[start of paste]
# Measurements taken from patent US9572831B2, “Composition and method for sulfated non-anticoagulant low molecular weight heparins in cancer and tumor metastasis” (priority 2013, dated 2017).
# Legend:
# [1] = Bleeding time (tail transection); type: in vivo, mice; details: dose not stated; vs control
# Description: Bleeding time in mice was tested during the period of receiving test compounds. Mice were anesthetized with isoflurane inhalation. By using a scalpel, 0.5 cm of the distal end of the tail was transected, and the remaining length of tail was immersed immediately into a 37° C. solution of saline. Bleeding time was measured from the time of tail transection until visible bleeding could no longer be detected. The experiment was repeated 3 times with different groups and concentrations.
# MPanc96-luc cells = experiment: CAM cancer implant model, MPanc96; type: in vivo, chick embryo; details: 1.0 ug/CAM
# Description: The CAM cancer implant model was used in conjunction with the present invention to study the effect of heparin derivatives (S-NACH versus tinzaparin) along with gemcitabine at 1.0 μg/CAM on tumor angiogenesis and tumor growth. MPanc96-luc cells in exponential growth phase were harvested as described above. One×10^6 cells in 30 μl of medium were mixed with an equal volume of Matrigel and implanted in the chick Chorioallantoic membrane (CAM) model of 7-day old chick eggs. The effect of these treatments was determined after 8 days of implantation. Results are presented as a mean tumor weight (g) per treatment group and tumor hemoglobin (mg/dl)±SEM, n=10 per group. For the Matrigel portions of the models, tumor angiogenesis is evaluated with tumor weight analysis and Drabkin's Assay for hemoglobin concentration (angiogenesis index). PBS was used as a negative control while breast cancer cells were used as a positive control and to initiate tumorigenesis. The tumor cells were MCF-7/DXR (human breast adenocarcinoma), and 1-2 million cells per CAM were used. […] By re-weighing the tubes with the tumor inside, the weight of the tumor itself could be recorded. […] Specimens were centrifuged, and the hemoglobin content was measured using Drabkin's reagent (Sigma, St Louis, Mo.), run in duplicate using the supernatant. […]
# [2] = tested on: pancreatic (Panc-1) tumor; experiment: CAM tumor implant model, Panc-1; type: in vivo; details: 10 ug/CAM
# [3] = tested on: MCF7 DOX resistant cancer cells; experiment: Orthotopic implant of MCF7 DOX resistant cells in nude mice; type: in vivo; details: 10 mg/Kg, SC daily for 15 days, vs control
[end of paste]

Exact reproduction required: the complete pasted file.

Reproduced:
# Measurements taken from patent US9572831B2, “Composition and method for sulfated non-anticoagulant low molecular weight heparins in cancer and tumor metastasis” (priority 2013, dated 2017).
# Legend:
# [1] = Bleeding time (tail transection); type: in vivo, mice; details: dose not stated; vs control
# Description: Bleeding time in mice was tested during the period of receiving test compounds. Mice were anesthetized with isoflurane inhalation. By using a scalpel, 0.5 cm of the distal end of the tail was transected, and the remaining length of tail was immersed immediately into a 37° C. solution of saline. Bleeding time was measured from the time of tail transection until visible bleeding could no longer be detected. The experiment was repeated 3 times with different groups and concentrations.
# MPanc96-luc cells = experiment: CAM cancer implant model, MPanc96; type: in vivo, chick embryo; details: 1.0 ug/CAM
# Description: The CAM cancer implant model was used in conjunction with the present invention to study the effect of heparin derivatives (S-NACH versus tinzaparin) along with gemcitabine at 1.0 μg/CAM on tumor angiogenesis and tumor growth. MPanc96-luc cells in exponential growth phase were harvested as described above. One×10^6 cells in 30 μl of medium were mixed with an equal volume of Matrigel and implanted in the chick Chorioallantoic membrane (CAM) model of 7-day old chick eggs. The effect of these treatments was determined after 8 days of implantation. Results are presented as a mean tumor weight (g) per treatment group and tumor hemoglobin (mg/dl)±SEM, n=10 per group. For the Matrigel portions of the models, tumor angiogenesis is evaluated with tumor weight analysis and Drabkin's Assay for hemoglobin concentration (angiogenesis index). PBS was used as a negative control while breast cancer cells were used as a positive control and to initiate tumorigenesis. The tumor cells were MCF-7/DXR (human breast adenocarcinoma), and 1-2 million cells per CAM were used. […] By re-weighing the tubes with the tumor inside, the weight of the tumor itself could be recorded. […] Specimens were centrifuged, and the hemoglobin content was measured using Drabkin's reagent (Sigma, St Louis, Mo.), run in duplicate using the supernatant. […]
# [2] = tested on: pancreatic (Panc-1) tumor; experiment: CAM tumor implant model, Panc-1; type: in vivo; details: 10 ug/CAM
# [3] = tested on: MCF7 DOX resistant cancer cells; experiment: Orthotopic implant of MCF7 DOX resistant cells in nude mice; type: in vivo; details: 10 mg/Kg, SC daily for 15 days, vs control